Trump under arrest in federal documents case

Former US President repeatedly proclaimed his innocence and accuses Biden's administration of targeting him

Reuters June 14, 2023
Former US President Donald Trump delivers remarks on the day of his court appearance in New York after being indicted by a Manhattan grand jury following a probe into hush money paid to porn star Stormy Daniels, in Palm Beach, Florida, US, April 4, 2023. PHOTO: REUTERS


Former US President Donald Trump was in custody at a Miami courthouse on Tuesday to face criminal charges that he unlawfully kept national security documents when he left office and lied to officials who sought to recover them.

Trump was due to submit a plea at an arraignment before US Magistrate Judge Jonathan Goodman that was closed to cameras and live broadcasts. His former aide Walt Nauta, also charged in the case, appeared in court as well.

It was the second courtroom visit for Trump in recent months. In April, he pleaded not guilty to state charges in New York stemming from a hush-money payment to a porn star. Tuesday's appearance in Miami was on federal charges.

Supporters wearing Make America Great Again hats and carrying American flags chanted "Miami for Trump" and "Latinos for Trump" as the motorcade paused outside the courthouse. A man could be heard chanting, "USA! USA!"

Miami Mayor Francis Suarez told reporters outside the courthouse that there had not been any security problems.

Read more: Trump is 'toast' if classified records case is proven, ex-AG says

Authorities had braced for crowds of up to 50,000 people and prepared for possible violence, recalling the Jan. 6, 2021, attack on the US Capitol.

Trump has repeatedly proclaimed his innocence and accuses Democratic President Joe Biden's administration of targeting him. He called Special Counsel Jack Smith, who is leading the prosecution, a "Trump hater" on social media on Tuesday.

Smith accuses Trump of risking national secrets by taking thousands of sensitive papers with him when he left the White House in January 2021 and storing them in a haphazard manner at his Mar-a-Lago Florida estate and his New Jersey golf club, according to a grand jury indictment released last week.

Photos included in the indictment show boxes of documents stored on a ballroom stage, in a bathroom and strewn across a storage-room floor.

The indictment alleges Trump lied to officials who tried to get them back. The indictment of a former US president on federal charges is unprecedented in American history.

The indictment also alleges Trump conspired with Nauta to keep classified documents and hide them from a federal grand jury. Nauta, who has worked for Trump at the White House and at Mar-a-Lago, was due to appear with Trump.

Republican voters, rivals line up behind Trump

Recent events have not dented Trump's hopes of returning to the White House. After his arraignment Trump was due to fly from Miami to his New Jersey golf club, where he was scheduled to speak.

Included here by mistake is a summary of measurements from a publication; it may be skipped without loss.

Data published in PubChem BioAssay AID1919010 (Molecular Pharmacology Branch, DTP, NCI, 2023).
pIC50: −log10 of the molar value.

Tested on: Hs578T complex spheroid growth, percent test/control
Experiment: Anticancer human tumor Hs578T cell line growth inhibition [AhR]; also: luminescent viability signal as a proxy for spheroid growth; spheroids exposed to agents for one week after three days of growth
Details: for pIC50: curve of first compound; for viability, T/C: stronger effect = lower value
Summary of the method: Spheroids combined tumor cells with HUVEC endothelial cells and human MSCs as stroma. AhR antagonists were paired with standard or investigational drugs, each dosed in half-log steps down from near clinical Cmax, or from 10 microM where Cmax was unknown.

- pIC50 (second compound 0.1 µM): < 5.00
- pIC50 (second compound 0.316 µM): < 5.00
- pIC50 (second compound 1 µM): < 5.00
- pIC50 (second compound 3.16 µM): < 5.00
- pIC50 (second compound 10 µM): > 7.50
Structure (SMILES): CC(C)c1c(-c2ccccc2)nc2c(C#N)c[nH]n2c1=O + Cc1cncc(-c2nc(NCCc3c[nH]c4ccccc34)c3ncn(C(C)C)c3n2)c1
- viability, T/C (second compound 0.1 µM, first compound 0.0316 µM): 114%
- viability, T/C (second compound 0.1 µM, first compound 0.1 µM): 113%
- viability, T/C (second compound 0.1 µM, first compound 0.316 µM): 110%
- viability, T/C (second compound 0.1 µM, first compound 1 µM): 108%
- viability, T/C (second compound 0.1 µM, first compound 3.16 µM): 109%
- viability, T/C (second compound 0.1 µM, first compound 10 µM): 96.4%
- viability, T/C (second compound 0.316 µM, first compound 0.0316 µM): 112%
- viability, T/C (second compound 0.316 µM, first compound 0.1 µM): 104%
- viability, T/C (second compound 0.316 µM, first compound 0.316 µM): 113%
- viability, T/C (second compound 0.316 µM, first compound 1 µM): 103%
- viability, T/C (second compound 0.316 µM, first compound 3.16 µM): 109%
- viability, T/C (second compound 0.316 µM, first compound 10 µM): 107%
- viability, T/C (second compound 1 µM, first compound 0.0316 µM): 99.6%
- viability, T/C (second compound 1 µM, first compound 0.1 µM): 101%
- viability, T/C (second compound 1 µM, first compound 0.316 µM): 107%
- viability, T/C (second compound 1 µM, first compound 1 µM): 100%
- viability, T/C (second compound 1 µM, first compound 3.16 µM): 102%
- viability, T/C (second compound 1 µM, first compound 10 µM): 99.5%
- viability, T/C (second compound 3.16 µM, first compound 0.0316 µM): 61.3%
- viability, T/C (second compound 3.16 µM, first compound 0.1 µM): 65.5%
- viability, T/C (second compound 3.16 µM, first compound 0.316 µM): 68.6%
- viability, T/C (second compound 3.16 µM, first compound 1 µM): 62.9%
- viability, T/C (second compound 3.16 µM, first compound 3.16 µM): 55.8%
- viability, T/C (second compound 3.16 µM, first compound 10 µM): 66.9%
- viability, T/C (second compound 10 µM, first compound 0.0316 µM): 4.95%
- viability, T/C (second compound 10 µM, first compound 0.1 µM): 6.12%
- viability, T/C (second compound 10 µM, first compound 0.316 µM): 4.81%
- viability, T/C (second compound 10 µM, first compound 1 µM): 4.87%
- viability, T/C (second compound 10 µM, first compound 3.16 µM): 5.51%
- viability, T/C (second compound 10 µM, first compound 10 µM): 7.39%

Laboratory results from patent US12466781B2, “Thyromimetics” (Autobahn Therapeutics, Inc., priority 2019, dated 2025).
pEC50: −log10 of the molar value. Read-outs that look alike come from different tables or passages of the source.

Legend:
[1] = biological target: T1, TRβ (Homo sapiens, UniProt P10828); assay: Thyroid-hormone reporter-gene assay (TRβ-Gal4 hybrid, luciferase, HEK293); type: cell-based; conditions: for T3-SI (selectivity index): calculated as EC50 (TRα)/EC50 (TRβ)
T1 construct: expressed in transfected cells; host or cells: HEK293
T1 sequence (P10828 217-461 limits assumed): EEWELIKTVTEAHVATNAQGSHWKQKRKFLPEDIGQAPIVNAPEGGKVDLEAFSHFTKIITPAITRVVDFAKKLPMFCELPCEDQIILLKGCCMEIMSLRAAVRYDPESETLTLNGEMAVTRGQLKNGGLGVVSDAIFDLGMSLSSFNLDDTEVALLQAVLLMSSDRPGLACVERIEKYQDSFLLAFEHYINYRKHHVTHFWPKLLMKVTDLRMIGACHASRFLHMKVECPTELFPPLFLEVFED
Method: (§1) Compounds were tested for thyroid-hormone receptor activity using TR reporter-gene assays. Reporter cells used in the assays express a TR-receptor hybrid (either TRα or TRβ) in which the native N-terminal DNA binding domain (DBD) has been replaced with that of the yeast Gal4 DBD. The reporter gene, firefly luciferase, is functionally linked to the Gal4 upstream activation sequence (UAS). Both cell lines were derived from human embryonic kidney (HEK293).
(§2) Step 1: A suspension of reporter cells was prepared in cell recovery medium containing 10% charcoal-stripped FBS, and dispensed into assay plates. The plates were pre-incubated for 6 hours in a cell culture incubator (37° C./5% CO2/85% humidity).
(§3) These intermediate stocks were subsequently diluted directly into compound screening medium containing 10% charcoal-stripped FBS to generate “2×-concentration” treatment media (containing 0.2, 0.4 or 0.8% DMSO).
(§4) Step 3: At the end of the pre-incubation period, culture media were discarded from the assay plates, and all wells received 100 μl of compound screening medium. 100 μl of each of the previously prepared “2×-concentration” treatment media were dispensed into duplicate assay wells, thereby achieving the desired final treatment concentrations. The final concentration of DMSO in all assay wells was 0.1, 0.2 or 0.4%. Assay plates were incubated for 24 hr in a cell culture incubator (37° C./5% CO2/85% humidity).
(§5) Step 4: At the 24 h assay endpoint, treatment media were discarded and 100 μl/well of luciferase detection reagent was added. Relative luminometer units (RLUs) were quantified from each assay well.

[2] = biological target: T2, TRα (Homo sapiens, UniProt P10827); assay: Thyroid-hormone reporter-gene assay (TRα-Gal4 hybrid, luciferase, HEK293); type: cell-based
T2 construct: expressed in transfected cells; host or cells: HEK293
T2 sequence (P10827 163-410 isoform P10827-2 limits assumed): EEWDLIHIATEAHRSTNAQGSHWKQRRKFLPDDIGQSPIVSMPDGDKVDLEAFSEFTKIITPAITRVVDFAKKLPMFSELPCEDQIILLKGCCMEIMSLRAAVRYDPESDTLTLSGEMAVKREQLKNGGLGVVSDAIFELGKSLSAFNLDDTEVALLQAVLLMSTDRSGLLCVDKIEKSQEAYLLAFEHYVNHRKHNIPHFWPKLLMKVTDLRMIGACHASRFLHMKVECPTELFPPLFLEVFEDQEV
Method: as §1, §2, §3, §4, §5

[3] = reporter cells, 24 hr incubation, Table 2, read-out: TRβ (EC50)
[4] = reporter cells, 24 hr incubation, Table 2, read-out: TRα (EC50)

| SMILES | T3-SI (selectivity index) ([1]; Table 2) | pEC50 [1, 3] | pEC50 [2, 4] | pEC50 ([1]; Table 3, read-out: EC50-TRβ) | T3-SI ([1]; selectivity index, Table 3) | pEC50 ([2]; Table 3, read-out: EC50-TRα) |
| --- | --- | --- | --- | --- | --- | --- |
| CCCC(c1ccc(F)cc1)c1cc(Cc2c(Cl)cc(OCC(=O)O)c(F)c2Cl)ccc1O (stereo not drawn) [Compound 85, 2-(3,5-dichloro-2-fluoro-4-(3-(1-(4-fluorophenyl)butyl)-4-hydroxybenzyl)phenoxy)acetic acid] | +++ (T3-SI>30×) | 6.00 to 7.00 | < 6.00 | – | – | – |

Also read: What is the Espionage Act and what might it mean for Trump?

Nor have Trump's legal woes hurt his standing with Republican voters.

A Reuters/Ipsos poll released on Monday showed Trump still led rivals for the Republican nomination for the 2024 presidential election by a wide margin, and 81% of Republican voters viewing the charges as politically motivated.

"I never imagined that I was going to witness this. It's unbelievable," said a woman who gave her first name as Esperanza who carried a sign that read "I Stand With Trump" outside the courthouse.

Most of Trump's Republican rivals for the nomination have lined up behind him. Vivek Ramaswamy, one of those candidates, told the crowd that he would pardon Trump if he were elected.

Other Republican candidates have accused the FBI of political bias and some have called for its dissolution, in a sharp turn from the party's traditional support for law enforcement.

National security secrets

The 37-count indictment includes violations of the Espionage Act, which criminalizes unauthorized possession of defense information, and conspiracy to obstruct justice, which carries a maximum sentence of 20 years in prison.

Legal experts say the evidence amounts to a strong case, and Smith has said Trump, who will turn 77 on Wednesday, will have a "speedy" trial.

The judge assigned to the case, Aileen Cannon, was appointed by Trump in 2020 and issued a ruling in his favor during the investigation last year that was reversed on appeal. Goodman, the magistrate judge, was assigned to Tuesday's hearing but is not expected to play an ongoing role in the case.

Experts say it could be a year or more before a trial takes place, due to the complexities of handling classified evidence.

Trump's lawyers could file a blizzard of motions to challenge Smith's case before it reaches trial, which would lead to further delays.

In the meantime, Trump is free to campaign for the presidency and could take office even if he were to be found guilty.

Trump accuses Biden of orchestrating the federal case to undermine his campaign. Biden has kept his distance from the case and declines to comment on it.


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